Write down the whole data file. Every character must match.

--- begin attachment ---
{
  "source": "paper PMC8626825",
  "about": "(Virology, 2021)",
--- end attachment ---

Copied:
{
  "source": "paper PMC8626825",
  "about": "(Virology, 2021)",